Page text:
Breaking Through Addiction and Recovery: An Interview

Linda is a 56 year-old recovering addict with an infectious laugh. When you look into her crystal blue eyes, you first sense a barrier: a wall of defense.  Quickly thereafter, however, you begin to see the haunted history that has built that wall, brick by brick. You soon feel the warmth of who she is as a person, her desire to be understood, and the need to share her story.


I sat down with Linda to talk about her experience with addiction and recovery.

My only interaction with Linda prior to our discussion was a quick introduction by her psychiatrist who alerted me to the fact that she wanted to tell her story. The encounter was brief, but it left a lasting influence. I talked to her for a few minutes, explaining that we (Healthshire) are encouraging people who have dealt with addiction to write about their experiences as part of the healing process.

My first impression of Linda was that her personality was way bigger than her petite frame. Her boisterous voice entered the room before she made a physical presence. I liked her instantly. She made a joke about having no writing ability, after which I made a joke about hiring me as her ghostwriter. She quipped I was too beautiful to be a ghost and that right there cemented what I imagine will be a lifelong friendship with Linda.

As I walked with her to the registration desk at our clinic during that first interaction, everyone we passed had a huge smile and a hug for Linda. Lots of “I love you’s.”

Obviously, I wasn’t the only one who felt her charm and charisma.

Despite her good-humored nature and easy smile, Linda has lived a very tough life. From our short discussion, I learned she has experienced significant trauma across the course of her life, marked by physical and sexual abuse that began during her childhood. Linda lives with the hardships of managing Bipolar Disorder and Posttraumatic Stress Disorder. She struggled with bulimia for almost 20 years of her life. “That was normal to me. I screwed up my insides because of it.”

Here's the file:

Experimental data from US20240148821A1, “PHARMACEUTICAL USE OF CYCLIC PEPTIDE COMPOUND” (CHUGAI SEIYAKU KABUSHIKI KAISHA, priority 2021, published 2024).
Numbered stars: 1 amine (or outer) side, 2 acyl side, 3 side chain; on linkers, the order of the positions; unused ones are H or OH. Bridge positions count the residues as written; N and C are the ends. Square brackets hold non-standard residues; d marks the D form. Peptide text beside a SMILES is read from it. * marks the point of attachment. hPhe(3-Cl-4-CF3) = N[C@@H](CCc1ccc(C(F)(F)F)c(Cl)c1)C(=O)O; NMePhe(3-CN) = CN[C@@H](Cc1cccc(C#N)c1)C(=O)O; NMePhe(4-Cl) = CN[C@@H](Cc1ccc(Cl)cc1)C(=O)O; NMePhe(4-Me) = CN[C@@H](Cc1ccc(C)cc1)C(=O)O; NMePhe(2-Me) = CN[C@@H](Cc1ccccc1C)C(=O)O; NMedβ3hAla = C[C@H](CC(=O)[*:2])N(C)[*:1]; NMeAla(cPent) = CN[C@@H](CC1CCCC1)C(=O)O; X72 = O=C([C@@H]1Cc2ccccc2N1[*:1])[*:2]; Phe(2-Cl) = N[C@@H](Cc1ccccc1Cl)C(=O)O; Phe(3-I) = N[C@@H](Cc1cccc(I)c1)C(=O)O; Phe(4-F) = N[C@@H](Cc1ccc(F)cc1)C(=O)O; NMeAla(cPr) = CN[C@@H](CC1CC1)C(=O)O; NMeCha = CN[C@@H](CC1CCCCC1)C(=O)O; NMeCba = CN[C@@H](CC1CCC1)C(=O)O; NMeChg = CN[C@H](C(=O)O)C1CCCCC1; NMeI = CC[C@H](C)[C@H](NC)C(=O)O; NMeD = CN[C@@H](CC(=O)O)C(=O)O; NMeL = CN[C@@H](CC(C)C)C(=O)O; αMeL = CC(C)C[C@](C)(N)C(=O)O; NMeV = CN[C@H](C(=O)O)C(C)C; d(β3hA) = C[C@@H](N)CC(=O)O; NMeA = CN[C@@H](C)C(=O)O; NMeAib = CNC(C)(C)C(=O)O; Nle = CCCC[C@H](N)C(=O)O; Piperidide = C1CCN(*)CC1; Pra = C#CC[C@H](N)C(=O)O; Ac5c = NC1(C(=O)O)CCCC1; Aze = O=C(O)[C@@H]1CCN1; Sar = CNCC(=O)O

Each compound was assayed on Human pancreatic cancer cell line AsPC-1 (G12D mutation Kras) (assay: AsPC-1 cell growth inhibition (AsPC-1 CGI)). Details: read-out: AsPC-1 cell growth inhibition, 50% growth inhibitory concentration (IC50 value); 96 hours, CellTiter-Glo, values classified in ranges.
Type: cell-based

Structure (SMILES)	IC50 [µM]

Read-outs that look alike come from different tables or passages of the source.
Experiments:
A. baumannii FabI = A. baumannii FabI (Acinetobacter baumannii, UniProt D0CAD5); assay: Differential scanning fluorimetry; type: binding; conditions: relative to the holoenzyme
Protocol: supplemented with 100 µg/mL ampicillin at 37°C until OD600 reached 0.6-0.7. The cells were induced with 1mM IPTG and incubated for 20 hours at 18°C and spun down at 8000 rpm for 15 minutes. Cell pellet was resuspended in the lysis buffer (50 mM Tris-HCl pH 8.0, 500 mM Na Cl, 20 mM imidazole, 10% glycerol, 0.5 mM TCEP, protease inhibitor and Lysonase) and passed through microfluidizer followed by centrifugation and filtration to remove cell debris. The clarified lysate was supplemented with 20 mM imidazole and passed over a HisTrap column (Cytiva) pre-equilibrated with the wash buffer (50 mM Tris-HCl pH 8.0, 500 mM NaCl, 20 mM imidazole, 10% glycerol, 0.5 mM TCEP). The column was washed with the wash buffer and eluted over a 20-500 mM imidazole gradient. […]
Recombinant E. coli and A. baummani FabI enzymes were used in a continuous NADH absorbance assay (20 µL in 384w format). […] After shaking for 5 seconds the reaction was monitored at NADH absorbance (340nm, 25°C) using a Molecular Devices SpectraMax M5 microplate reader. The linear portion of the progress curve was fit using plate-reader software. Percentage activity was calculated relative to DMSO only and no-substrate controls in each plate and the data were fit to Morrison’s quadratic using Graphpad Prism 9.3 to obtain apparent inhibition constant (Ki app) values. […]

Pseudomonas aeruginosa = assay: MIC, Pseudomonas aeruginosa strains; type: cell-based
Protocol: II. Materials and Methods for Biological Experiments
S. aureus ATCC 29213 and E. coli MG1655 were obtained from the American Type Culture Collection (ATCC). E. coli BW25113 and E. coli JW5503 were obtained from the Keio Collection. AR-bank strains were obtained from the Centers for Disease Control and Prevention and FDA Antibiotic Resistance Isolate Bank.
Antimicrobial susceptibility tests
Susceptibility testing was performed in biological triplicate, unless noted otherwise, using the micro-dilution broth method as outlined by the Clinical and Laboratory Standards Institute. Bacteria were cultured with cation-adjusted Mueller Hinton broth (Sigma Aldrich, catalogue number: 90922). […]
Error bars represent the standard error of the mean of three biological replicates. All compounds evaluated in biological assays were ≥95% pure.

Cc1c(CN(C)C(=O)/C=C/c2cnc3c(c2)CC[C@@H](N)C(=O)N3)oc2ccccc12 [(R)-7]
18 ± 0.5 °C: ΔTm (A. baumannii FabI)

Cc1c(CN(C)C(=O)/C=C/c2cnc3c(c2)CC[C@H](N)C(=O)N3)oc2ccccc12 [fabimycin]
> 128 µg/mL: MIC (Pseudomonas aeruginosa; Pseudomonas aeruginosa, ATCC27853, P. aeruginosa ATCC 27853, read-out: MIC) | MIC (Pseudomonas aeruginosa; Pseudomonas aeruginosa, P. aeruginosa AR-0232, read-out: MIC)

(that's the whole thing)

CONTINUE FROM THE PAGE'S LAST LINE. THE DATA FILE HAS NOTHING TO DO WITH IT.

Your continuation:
She was raised in a family where it was perfectly fine to dabble with drugs: crystal meth, cocaine, marijuana.

She is currently 13 years sober from drugs. When asked what her drug of choice was, she responded with “a little bit of everything, except for heroin.”

Linda’s current demon is alcohol. She has been struggling with alcohol dependence for about the last five years. She has been a client at her clinic for the past three for recovery services (detox, psychiatric, therapy).

“I’ve been coming to counseling here for three years. They have watched me go all the way up and crash and fall. They have seen me walk into the office and tinkle all over myself because I was so out of it and had been drinking. But I keep coming back.”

Resiliency. That’s what I noticed most about Linda during our conversation. Yes, she was a lot of fun to be around. She exudes a sense of comfort, particularly when she kicked off her shoes, got comfortable on the couch, and pointed out her fun neon-green and black-striped socks. Beyond all that though, I discovered yet another wall. One of strength and perseverance. One I respected more and more as we talked.

This is an excerpt of our conversation.

Why is it important for you to share your story?

L: I’m in the middle of doing the recovery thing. I don’t have a problem telling my story. I also don’t have a problem standing before people and telling my story. Because, the thing with my story is, right now I’ve already crossed the threshold and I’m right in the middle of it. I think people who are fighting the same as me would find it helpful to say: ‘Wow, she’s still going through it too. And, next week she may come up with something different – family wise, friend wise, alcohol wise – and that’s something I can relate to.”